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How to deal with relationship stress during the coronavirus pandemic


Quarantine and social distance can make relationships difficult to navigate.

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Social Distance and Stayers have challenged us to get creative about how we maintain relationships and connect with those we love. For some people, distance and space from questionable relationships or toxic people is a good thing. But navigating between required distances from those you love most, such as in a long-distance relationship with a fiancé can be challenging.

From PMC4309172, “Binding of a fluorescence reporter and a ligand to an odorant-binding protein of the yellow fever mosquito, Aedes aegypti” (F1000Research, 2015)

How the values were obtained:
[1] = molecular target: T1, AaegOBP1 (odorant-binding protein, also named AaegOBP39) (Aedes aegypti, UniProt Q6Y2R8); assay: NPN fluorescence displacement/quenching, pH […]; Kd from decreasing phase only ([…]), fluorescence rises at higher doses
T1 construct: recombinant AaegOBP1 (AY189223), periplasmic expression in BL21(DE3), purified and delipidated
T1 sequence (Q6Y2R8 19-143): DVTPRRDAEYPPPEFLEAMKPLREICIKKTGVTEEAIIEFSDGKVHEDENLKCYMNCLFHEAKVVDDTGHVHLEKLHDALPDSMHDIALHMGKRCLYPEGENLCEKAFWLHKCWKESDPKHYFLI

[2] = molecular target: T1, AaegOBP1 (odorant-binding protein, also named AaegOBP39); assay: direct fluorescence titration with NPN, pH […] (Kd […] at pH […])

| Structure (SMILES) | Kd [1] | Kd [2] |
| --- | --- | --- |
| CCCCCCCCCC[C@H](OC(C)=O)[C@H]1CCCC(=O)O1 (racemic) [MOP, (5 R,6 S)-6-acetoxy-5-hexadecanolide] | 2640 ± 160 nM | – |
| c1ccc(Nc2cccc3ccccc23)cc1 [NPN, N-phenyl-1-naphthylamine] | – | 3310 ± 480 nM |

On the other hand, families, partners and housemates who quarantine together spend much more time together (which may be good), but it can also be challenging. Forcing people to stay at home, without spending a lot of time outside or trips to other places, can claim even the strongest relationships. Not to mention the extra stress that a global pandemic puts on people in general.

Below, therapist and certified life coach Chelsea Connors explains why quarantine and those at home make relationships difficult, why emotions can feel more intense than usual, and how to deal with them.

Managing expectations at home

One of the most common relationship challenges, both during the pandemic and beyond, is managing expectations. These times are difficult because everyone has their own expectations of a relationship and if you don't communicate them properly, it can lead to conflict.